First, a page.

ABUJA, Nigeria, AP – The deadline for peace talks to end bloodshed in Sudan’s western Darfur region was extended by 48 hours on Sunday, after rebels rejected a proposed deal to halt the fighting that has left tens of thousands of people dead.
Salim Ahmed Salim, a lead mediator for the African Union, said the talks would continue until midnight on Tuesday, pushing back the deadline for talks that have gone on for two years but so far failed to halt the violence.
Earlier, the rebels called for changes to the deal — after the Sudanese government indicated it would accept the proposal.
Salim said the bloc had bowed to requests from the United States and others to continue negotiations.
“The African Union has extended the deadline of the peace talks by 48 hours as requested by the United States and other international partners to allow extensive consultations to go ahead,” he said at the talks’ site in the Nigerian capital, Abuja.
In Washington, actors, athletes, politicians and religious leaders rallied to call attention to the Darfur conflict and urge greater U.S. involvement in ending what the United Nations has called one of the world’s worst humanitarian disasters.
Years of fighting between ethnic groups and Arab militias in western Sudan have left at least 180,000 people dead and about 2 million homeless. Darfur’s violence recently spilled into neighboring Chad and threatens to escalate: Osama bin Laden last week urged his followers to go to Sudan to fight a proposed U.N. presence.
Amid the negotiations, the plight of 3 million refugees in Darfur has worsened. The U.N. World Food Program said Friday that it was cutting rations in half, citing a lack of funds.
Sudan has indicated it might accept a U.N. force in Darfur to aid African Union troops if a peace treaty is signed, and the head of Sudan’s delegation, Magzoub El-Khalif, said Sunday the government is willing to accept a draft resolution circulated last week.
Secretary of State Condoleezza Rice called on China and Russia to join the United States in pushing Sudan to accept U.N. forces.
At the rally in Washington, the crowd chanted “Not on our watch” as a parade of speakers lined up for their turn on a stage on the National Mall, the Capitol serving as a backdrop.
“The personal motivation for a lot of us is the Holocaust,” said Boston-based Rabbi Or Rose of Jewish Seminarians for Justice. “Given our history and experience, we feel an obligation to stand up and speak out.”
Among those headlining the Washington rally was the actor George Clooney.
“You feel completely overwhelmed,” Clooney, just back from a trip to Africa with his father, told AP Radio News ahead of the rally. “We flew over areas and my father and I would look at each other and go, this is just too much. But then what are we to do? Nothing?”
The Sudanese government had said it was ready to sign the agreement. But a spokesman for one of Sudan’s rebel factions said the proposal does not adequately address implementation nor their key demands for a vice president from Darfur and more autonomy. Hahmed Hussein, a spokesman for the Justice and Equality Movement, said he was speaking for both rebel factions.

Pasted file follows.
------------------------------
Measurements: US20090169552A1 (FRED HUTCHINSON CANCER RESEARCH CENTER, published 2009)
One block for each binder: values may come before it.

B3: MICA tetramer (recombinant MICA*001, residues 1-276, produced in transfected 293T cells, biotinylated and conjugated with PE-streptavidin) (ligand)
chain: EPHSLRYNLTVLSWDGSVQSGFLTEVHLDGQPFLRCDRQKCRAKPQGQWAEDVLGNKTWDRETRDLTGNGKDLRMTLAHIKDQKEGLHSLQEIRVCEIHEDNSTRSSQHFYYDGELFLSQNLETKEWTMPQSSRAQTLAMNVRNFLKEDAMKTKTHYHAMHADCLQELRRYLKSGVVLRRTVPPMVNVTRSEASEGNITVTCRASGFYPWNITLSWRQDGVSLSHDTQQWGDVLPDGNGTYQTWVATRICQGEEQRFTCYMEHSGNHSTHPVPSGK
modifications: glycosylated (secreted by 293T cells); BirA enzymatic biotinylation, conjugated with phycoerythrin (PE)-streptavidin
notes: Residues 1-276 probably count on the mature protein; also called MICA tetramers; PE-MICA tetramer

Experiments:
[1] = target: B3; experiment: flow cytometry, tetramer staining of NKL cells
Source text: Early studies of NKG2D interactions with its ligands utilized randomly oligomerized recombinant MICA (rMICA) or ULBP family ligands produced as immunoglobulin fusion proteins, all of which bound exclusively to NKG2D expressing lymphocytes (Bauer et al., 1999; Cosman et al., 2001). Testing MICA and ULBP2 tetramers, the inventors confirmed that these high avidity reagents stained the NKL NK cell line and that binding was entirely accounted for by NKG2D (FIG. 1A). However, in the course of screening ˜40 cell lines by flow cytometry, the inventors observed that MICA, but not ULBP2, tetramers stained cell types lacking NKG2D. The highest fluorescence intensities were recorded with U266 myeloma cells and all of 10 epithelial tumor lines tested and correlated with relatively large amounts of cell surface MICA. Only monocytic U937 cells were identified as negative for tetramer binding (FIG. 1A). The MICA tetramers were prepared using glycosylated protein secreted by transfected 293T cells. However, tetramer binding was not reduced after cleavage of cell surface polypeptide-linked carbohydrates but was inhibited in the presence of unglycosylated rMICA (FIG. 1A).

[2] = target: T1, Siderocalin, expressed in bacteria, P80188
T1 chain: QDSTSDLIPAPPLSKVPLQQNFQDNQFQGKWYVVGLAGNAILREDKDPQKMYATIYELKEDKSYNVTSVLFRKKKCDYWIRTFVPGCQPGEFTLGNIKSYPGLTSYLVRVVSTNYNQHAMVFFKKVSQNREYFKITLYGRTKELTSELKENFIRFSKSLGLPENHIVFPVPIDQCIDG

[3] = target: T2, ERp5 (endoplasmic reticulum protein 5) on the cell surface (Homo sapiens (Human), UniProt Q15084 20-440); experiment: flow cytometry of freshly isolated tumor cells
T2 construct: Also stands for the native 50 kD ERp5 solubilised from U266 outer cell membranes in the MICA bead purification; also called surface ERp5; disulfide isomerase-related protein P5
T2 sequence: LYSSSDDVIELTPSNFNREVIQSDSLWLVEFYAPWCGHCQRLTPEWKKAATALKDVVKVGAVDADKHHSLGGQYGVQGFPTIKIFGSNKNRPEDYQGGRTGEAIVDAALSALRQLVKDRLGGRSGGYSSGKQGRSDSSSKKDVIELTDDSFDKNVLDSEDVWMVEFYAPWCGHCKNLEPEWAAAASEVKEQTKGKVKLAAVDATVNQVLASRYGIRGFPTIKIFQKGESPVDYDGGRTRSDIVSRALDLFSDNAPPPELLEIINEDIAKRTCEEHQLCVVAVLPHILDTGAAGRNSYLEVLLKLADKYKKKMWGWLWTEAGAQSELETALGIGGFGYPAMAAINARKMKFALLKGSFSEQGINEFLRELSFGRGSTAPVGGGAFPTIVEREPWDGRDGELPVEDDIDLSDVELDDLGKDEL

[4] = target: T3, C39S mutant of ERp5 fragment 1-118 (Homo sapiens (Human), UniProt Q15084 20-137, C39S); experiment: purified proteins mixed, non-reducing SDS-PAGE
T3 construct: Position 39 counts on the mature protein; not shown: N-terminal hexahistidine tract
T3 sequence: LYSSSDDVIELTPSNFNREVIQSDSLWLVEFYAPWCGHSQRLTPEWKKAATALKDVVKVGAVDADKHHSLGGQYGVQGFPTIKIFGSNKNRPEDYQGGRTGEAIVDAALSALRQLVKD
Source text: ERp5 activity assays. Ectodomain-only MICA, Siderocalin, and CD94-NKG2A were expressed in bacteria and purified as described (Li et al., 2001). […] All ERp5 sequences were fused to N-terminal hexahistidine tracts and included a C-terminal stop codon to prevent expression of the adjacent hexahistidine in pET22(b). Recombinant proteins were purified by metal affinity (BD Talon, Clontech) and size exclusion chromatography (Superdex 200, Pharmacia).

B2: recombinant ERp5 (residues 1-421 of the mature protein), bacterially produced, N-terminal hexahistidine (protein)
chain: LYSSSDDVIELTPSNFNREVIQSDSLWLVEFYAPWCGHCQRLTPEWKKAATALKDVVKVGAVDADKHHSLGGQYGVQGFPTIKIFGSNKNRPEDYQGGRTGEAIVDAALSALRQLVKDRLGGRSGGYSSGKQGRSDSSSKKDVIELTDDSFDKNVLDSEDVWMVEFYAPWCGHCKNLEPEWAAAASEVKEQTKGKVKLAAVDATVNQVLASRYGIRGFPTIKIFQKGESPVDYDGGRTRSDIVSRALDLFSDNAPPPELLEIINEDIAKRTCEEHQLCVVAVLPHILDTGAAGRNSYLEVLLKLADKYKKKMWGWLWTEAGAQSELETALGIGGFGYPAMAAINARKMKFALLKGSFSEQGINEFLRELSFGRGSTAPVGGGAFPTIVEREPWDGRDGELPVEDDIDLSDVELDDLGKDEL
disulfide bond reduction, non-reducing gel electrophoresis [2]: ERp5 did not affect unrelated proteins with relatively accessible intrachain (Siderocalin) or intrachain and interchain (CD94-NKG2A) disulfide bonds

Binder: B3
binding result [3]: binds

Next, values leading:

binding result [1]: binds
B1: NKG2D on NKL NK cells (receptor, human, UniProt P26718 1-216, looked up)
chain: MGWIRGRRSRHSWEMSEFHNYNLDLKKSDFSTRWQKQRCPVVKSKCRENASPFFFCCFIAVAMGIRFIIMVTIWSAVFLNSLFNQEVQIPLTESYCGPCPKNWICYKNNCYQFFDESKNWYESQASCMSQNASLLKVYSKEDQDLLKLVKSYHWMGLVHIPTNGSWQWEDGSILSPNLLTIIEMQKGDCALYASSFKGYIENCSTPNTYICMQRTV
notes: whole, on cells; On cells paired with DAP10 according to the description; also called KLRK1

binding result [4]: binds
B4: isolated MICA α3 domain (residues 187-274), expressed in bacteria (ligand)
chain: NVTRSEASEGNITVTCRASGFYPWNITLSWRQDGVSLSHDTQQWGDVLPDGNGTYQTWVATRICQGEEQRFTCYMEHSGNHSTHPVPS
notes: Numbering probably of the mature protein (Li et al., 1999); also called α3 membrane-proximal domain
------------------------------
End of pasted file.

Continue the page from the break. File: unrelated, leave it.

Sudan announced its readiness to sign earlier Sunday — after it became clear the rebels were not ready to reciprocate.
Among other provisions, a draft of the agreement circulated last week called for a cease-fire. But both sides have agreed to a truce before, only to keep fighting, even in the last week. The draft also calls for an infusion of funds into a region the draft document described as “historically deprived.”
Hussein, the rebel spokesman, said the agreement was “imbalanced.”
“We are not going to sign it as it is,” he said.
The other main rebel group, the Sudan Liberation Movement, had asked for more time.
An agreement between Sudan and the rebels likely would be seen as a triumph of African diplomacy. The talks have been organized by the 53-nation African Union, with key participation from leaders from South Africa and Nigeria.
The initial draft released Wednesday addressed complaints from Darfur rebel groups that they had been neglected by the national government. It called for the president to include a Darfur expert, initially nominated by the rebels, among his top advisers.
In the draft, mediators also proposed that the people of Darfur vote by 2010 on whether to create a single geographical entity out of the three Darfur states, which would presumably have more political weight.
Decades of low-level tribal clashes over land and water in Darfur erupted into large-scale violence in early 2003 when some ethnic groups took up arms, accusing the east African nation’s Arab-dominated central government of neglect.
The central government is accused of responding by unleashing Arab tribal militias known as Janjaweed to murder and rape civilians and lay waste to villages. Sudan denies backing the Janjaweed.
The draft agreement calls for disarming the Janjaweed and integrating some rebels into the national army and security forces.